Selfie of Sean Zdenek taken on the balcony of a cruise ship with the Atlantic Ocean in the background

About me

Dr. Sean Zdenek is an associate professor of technical and professional writing at the University of Delaware. His research and teaching interests include technical writing, disability studies, sound studies, and rhetorical theory. His book, Reading Sounds: Closed-Captioned Media and Popular Culture (UChicago, 2015), won the 2017 award for best book in technical or scientific communication from the Conference on College Composition and Communication (CCCC).

Sean grew up in California and currently lives in northeastern Maryland, a few miles from both Delaware and Pennsylvania.

A frame from Horse Girl showing a TV screen, which includes a yellow caption, "That was different." At the bottom of the frame is a second caption track in white letters: "in a dirty gas station bathroom, and this is too much for you?"

Caption every screen.

The characters on our favorite television programs are just like us: they come home from work and stream their favorite TV shows and YouTube videos. But it’s hard for me to recall any programs that showed actors using captioned media. While the sounds emantating from their screens may be captioned for us, the sounds are not captioned for them.

Continue reading “Caption every screen.”
A profile shot of Gweneth Paltrow in Contagion (2011). The on-screen text, Day 2, is partially covered by the closed captions: [Coughs] [Cell phone rings]

Positioning and styling captions when speakers overlap and interrupt each other

It can be challenging to caption scenes with multiple speakers. Bottom-center caption placement is far from ideal for readers when it fails to clarify which captions belong to which speaker. Adding to the difficulty: speakers often talk quickly, interrupt each other, and overlap their speech to show collaborative support. When captions are placed underneath or next to each speaker, readers can more quickly distinguish — at a glance — who is speaking.

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Published: Special issue on disability and technical communication

I guest edited a special issue of Communication Design Quarterly on “Reimagining Disability and Accessibility in Technical and Professional Communication” (volume 6, issue 4, December 2018). The issue includes an introduction and three articles on a range of cutting edge topics, including lip reading and interface design, subtitling and video accessibility across multiple languages, and cultivating virtuous course designers.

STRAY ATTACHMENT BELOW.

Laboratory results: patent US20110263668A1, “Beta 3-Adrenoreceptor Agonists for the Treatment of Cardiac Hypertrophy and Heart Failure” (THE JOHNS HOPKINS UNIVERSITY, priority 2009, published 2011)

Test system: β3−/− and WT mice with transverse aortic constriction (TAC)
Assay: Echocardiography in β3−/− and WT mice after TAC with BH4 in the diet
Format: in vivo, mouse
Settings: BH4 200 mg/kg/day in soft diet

Browse the special issue: CDQ 6.4 (pdf).

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A frame from Star Wars: The Force Awakens featuring BB-8 and the caption: Chirps Inquisitively)

Chirp! Captioning BB-8 in The Force Awakens

The release of Star Wars: Episode VII – The Force Awakens on DVD and Blu-Ray last week gives us a welcome opportunity to take a much closer look at the closed captions.

The BB-8 droid provides an instructive case study. How do the closed captions convey the changing meanings and emotions of the droid’s electronic beeping sounds?

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A frame from Avatar (2009) featuring a close up of Neytiri

Tracking sonic timelines in closed captioning

Every sustained sound in the closed caption track creates a sonic timeline that continues to persist until it is terminated through a change in visual context or a stop caption. Multiple timelines may co-exist, with sustained sounds/captions building on each other. Sound is simultaneous, and one way of creating simultaneity on the caption track is by layering up sustained sounds.

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“The main factor that drives captioning quality is what clients are willing to pay for it.”

Recently, I received a thoughtful email from a professional closed captioner with over a decade of experience. Her message raises some important questions about the economics of closed captioning. She’s given me permission to post her message here, provided her contact info is removed and in the hopes that viewers will take a more active role in telling broadcasters and companies what kinds of captions they want.

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A screenshot from Eagle Eye (2008)

Captioning 101: When music lyrics trigger an explosion, you just might want to caption them.

When music lyrics are instrumental to a film’s plot, they need to be captioned. It’s as simple as that. If captioners are responsible for captioning all significant sounds, then any sound that’s instrumental to the plot needs to be captioned.

Continue reading “Captioning 101: When music lyrics trigger an explosion, you just might want to caption them.”

A large, steel, industrial gear

Stylistic standards for closed captioning and data mining

When speaker IDs, musical lyrics, and sound descriptions have their own distinctive stylistic treatments, they can be extracted from closed caption files and studied as separate units of discourse. The only efficient and practical way to study hundreds or thousands of sound descriptions at one time is to use a program to separate speech from non-speech.

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